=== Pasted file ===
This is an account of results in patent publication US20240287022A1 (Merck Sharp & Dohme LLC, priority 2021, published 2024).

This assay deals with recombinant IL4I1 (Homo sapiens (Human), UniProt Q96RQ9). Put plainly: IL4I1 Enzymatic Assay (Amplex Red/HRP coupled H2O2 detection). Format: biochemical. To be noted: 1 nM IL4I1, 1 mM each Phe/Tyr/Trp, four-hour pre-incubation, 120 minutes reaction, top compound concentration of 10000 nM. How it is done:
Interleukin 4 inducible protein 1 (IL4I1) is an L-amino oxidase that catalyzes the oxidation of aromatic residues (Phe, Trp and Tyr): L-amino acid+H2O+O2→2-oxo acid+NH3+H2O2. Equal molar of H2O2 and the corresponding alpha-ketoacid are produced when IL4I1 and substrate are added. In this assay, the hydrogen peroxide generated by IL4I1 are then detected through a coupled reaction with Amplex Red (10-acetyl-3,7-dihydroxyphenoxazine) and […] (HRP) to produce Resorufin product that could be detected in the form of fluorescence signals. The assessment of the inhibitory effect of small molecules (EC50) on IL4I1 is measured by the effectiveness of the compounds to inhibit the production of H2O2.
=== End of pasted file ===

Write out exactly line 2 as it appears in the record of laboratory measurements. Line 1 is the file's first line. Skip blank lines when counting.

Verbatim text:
This assay deals with recombinant IL4I1 (Homo sapiens (Human), UniProt Q96RQ9). Put plainly: IL4I1 Enzymatic Assay (Amplex Red/HRP coupled H2O2 detection). Format: biochemical. To be noted: 1 nM IL4I1, 1 mM each Phe/Tyr/Trp, four-hour pre-incubation, 120 minutes reaction, top compound concentration of 10000 nM. How it is done: